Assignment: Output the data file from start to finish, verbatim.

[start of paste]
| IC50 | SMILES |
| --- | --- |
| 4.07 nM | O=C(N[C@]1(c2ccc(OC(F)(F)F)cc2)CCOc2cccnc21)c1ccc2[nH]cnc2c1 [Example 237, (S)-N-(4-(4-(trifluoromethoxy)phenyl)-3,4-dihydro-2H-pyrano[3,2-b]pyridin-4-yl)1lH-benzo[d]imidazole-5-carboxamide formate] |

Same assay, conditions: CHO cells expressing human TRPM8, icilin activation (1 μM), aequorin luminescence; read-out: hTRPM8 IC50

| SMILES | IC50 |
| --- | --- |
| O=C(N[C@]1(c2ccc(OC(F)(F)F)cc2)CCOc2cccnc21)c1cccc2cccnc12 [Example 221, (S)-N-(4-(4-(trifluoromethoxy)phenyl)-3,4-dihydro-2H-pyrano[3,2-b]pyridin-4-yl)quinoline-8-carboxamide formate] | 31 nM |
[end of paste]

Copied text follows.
| IC50 | SMILES |
| --- | --- |
| 4.07 nM | O=C(N[C@]1(c2ccc(OC(F)(F)F)cc2)CCOc2cccnc21)c1ccc2[nH]cnc2c1 [Example 237, (S)-N-(4-(4-(trifluoromethoxy)phenyl)-3,4-dihydro-2H-pyrano[3,2-b]pyridin-4-yl)1lH-benzo[d]imidazole-5-carboxamide formate] |

Same assay, conditions: CHO cells expressing human TRPM8, icilin activation (1 μM), aequorin luminescence; read-out: hTRPM8 IC50

| SMILES | IC50 |
| --- | --- |
| O=C(N[C@]1(c2ccc(OC(F)(F)F)cc2)CCOc2cccnc21)c1cccc2cccnc12 [Example 221, (S)-N-(4-(4-(trifluoromethoxy)phenyl)-3,4-dihydro-2H-pyrano[3,2-b]pyridin-4-yl)quinoline-8-carboxamide formate] | 31 nM |